CONEY ISLAND -- Matt Stonie shocked the competitive eating world on Saturday by upsetting Joey "Jaws" Chestnut at the Fourth of July hot dog eating contest at Nathan's Famous in Coney Island, breaking Chestnut's bid for a ninth straight victory.
Stonie, 23, who finished second last year, downed 62 hot dogs and buns, beating Chestnut by two. Both are from San Jose, California.
As thousands of spectators at the Nathan's Famous Fourth of July International Hot Dog Eating Contest observed the eaters on an elevated stage, the next closest competitor ate 32 hot dogs.
"I trained hard for this. This is actually amazing," Stonie told ESPN, which broadcast the competition live like the major sporting event its biggest fans say it has become.
Afterward, Stonie, holding his fist in the air in victory, said he came into the competition confident and prepared.
Chestnut, smiling in defeat, said he was slow and couldn't catch Stonie.
"I've been looking for competition for a long time and I finally have it," he said, vowing to return next year. "He made me hungry."
Early in the contest, Chestnut seemed to have a slight edge but Stonie moved ahead after several minutes and seemed to be slowly extending his lead until the final bell.
The men's contest came more than an hour after the women competed, with defending champion Miki Sudo capturing first place with a flourish that emphasized strategy rather than condiments.
The Las Vegas woman ate 38 hot dogs and buns in 10 minutes to claim the title for the second straight year, along with the $10,000 that comes with it.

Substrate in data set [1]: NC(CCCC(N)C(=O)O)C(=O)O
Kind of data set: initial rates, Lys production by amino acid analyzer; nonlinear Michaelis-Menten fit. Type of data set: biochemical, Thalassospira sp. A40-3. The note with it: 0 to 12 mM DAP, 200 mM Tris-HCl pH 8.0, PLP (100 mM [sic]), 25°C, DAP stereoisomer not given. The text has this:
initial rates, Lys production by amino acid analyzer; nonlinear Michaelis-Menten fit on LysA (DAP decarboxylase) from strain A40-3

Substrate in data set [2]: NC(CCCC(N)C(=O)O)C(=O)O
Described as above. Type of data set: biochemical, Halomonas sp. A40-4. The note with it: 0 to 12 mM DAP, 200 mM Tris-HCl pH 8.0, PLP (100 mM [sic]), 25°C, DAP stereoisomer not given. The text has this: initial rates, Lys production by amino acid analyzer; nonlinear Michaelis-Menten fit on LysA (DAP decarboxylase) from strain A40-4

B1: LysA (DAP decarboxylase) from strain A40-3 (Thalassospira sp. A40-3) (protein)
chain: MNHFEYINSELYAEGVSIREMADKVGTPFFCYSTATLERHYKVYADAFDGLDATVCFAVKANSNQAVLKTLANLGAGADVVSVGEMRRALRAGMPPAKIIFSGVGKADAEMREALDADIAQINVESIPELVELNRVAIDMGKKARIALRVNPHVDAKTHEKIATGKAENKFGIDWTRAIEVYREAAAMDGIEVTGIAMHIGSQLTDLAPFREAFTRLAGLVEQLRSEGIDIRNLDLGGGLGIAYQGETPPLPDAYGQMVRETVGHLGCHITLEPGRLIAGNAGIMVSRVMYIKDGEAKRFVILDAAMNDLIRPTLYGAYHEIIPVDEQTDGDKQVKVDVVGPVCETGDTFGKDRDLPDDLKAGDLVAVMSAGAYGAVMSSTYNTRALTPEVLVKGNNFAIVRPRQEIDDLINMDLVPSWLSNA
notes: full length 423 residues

She retained the coveted mustard yellow winner's championship belt after downing four more wieners than last year and besting Sonya "Black Widow" Thomas of Alexandria, Virginia, who devoured 31 hot dogs.
Sudo employed a successful strategy of eating the hot dogs separately from the buns and swallowing the buns after first dipping them in Crystal Light.
A very light rain fell off and on before the event got underway.
The colorful holiday tradition draws its share of characters. Someone walked around dressed as a giant hot dog.
The spectacle also included a few chanting animal welfare protesters bearing anti-meat signs adorned with fake blood.
Security included police dogs that apparently were not thrown off by the scent of the grilled meat, along with police officers on rooftops.
Last year, Chestnut had room for 61 hot dogs, but his record is 69. "People want to watch the hot dog eating contest on the Fourth of July. It's part of Americana," says Chestnut. Matt Stonie trailed him last year.
In its 99th year, the contest is the Super Bowl of competitive eating. Every competitor has a strategy.
"I go right to Nathan's empty and ready - hungry and focused," says Eric Booker. Booker is focused on hot dogs, while America focuses on the contest.
The Associated Press contributed to this report.